Yesterday the New York Times published a bombshell story revealing allegations that Fox News chairman Roger Ailes asked an employee to lie to federal investigators to protect a close friend and political comrade.
The article said that Ailes had asked Judith Regan, then head of a publishing unit at News Corp’s HarperCollins, to conceal her affair with Bernard Kerik, whom President Bush had nominated to be Secretary of Homeland Security. Kerik was an associate of former New York mayor Rudy Giuliani who was mounting a presidential campaign. Giuliani was a friend of Ailes.
Giuliani’s nascent campaign might have been grounded before takeoff if news of Kerik’s affair had gotten out. Plus, there were concerns that Regan had information about Giuliani that would also have been embarrassing for the candidate.
Fragments of this story were revealed in a lawsuit that Regan had filed after Ailes fired her, but no names were disclosed. The new story in the Times fingers Ailes as the executive who had told Regan to lie to investigators.
This revelation could have harsh consequences for Ailes. His actions may constitute a federal crime. Short of that, it could impact his status at Fox News. Having a chairman who is potentially a criminal, and whose alleged criminal activity was aimed at protecting a political ally, is not the sort of thing a news network ought to condone. Lucky for Ailes, the only thing his network has to do with news is that they put it on their logo.
In keeping with their aversion to reporting the news, Fox News has blacked out any coverage of the story about Ailes. This story has been picked up by dozens of news enterprises including the New York Daily News, Forbes, USA Today, Politico, and the Hollywood Reporter, since having been reported first by the Times. But in the Murdoch empire it doesn’t exist. It is unquestionably newsworthy subject matter involving the head of one of the nation’s biggest media companies. It contains all the elements of compelling reading, including crime, sex, and political and corporate intrigue. Yet there has been no sign of it on Fox News, or in the Wall Street Journal, or in the New York Post, or on Fox Business Network. Neither has it been covered by notable conservative news outfits like the Washington Times, or Andrew Breitbart’s “Big” sites, or WorldNetDaily, or Human Events, or National Review, or NewsMax, or the Weekly Standard.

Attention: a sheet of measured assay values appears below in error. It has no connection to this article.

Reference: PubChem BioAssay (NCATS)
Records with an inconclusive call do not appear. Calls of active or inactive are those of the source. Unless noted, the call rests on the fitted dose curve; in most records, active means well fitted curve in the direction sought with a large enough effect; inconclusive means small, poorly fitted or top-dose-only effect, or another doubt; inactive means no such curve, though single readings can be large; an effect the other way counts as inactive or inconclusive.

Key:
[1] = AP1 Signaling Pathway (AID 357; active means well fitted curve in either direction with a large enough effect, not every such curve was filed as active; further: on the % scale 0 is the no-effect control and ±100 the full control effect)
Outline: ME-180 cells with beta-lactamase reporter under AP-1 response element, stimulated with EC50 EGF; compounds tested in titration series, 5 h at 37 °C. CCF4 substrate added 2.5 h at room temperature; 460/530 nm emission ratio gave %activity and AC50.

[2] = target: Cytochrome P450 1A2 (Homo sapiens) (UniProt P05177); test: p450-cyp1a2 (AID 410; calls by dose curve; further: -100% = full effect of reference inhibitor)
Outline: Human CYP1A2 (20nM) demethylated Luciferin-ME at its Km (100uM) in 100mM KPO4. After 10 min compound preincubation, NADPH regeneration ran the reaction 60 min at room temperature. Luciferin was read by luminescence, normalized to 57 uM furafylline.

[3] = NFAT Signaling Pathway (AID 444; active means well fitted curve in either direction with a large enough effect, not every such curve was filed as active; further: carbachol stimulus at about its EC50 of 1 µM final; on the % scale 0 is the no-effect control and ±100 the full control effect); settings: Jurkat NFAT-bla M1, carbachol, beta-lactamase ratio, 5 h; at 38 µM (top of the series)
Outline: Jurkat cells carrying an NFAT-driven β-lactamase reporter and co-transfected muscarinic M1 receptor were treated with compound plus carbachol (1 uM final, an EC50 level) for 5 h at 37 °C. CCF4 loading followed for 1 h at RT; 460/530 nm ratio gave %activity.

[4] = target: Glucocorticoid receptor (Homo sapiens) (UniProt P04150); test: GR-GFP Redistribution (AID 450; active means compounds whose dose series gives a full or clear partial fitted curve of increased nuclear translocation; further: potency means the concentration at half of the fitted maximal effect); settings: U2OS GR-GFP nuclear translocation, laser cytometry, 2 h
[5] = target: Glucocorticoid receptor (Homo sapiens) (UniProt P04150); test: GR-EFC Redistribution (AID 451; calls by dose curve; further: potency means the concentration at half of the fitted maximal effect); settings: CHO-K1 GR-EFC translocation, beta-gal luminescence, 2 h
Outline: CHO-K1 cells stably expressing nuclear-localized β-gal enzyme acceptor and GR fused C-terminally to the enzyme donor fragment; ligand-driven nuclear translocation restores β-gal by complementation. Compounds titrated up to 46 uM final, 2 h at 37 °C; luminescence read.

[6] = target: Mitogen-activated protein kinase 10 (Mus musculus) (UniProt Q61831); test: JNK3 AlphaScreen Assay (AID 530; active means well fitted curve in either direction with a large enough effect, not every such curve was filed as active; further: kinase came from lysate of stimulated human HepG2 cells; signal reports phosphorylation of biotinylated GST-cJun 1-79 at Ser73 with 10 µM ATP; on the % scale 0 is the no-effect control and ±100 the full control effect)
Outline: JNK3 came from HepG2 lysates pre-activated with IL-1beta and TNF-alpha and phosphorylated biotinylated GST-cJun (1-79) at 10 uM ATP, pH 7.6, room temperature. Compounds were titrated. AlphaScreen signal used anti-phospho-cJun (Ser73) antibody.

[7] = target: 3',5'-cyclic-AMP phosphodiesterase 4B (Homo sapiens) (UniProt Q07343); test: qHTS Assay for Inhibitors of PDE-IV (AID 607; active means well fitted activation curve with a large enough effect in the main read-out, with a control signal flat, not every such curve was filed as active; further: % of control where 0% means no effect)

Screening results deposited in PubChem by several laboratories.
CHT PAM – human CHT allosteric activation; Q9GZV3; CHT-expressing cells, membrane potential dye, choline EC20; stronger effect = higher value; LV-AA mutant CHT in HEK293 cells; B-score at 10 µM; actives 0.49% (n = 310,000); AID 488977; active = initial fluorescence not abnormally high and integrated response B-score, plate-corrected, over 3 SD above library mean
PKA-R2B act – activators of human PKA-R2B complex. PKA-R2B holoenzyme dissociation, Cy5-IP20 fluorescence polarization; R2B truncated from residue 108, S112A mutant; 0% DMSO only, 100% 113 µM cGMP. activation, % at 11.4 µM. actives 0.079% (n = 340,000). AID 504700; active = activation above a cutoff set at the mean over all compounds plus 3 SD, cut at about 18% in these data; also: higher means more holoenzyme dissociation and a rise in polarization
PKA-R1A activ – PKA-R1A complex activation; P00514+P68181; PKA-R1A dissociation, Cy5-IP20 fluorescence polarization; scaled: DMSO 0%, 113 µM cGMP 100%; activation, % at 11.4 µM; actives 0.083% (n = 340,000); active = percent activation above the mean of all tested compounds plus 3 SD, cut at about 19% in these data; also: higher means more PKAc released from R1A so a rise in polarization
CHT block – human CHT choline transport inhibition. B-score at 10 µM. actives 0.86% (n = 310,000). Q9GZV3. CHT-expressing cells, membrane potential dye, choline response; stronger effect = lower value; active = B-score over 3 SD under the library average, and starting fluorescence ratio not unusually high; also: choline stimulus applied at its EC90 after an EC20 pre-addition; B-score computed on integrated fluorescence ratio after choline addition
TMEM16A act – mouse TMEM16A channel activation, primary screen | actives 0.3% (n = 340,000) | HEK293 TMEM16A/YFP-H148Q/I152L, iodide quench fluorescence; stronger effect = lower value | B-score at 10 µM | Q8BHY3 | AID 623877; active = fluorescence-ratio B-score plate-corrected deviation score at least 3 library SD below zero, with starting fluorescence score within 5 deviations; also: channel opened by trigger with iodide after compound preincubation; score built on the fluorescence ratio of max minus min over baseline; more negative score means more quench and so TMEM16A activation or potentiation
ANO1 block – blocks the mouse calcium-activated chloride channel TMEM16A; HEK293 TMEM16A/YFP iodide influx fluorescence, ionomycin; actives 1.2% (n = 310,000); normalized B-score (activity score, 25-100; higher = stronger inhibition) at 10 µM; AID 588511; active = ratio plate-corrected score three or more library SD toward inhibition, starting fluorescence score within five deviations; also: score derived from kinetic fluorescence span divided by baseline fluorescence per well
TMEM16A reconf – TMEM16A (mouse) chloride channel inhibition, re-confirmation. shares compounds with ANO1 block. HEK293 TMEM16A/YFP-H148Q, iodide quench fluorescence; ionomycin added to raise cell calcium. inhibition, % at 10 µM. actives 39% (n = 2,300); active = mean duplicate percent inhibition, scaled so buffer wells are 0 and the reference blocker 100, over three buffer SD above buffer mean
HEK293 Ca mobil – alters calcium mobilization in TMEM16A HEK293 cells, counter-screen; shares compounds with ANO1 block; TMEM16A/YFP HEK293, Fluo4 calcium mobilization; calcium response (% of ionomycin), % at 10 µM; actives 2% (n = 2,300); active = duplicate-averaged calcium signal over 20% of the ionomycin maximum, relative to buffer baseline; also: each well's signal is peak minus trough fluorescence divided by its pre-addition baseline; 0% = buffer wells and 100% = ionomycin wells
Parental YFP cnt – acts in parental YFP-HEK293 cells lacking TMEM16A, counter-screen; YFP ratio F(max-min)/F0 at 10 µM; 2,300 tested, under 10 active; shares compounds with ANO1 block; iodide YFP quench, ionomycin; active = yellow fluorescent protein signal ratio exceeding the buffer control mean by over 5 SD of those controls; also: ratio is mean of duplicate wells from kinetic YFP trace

Perhaps even more disturbing is the fact that there has yet to be any mention of this by the big broadcast networks, ABC, CBS, and NBC. These networks in the past have taken pains to cover for Fox News when it has been under attack for shoddy and biased reporting. There seems to be a mutual defense treaty in the television news community that calls for members to support one another, even though Fox isn’t actually a news network by objective standards. But what other explanation is there for the broadcast nets to ignore this story while their colleagues in print are all over it?
This is our so-called “liberal” media at work. The chairman of the top cable news network is accused of a federal crime that involves political shenanigans, and much of the press averts their eyes and waves it off. And while the media at large deserve criticism for not honestly informing the public, the Murdoch empire earns extra condemnation for hypocrisy. After all, they have unrestricted access to the subject of this scandal, yet they choose to shield him.
[Update:] The industry trade paper AdWeek confirms that News Corp has failed to report on the allegations against Ailes.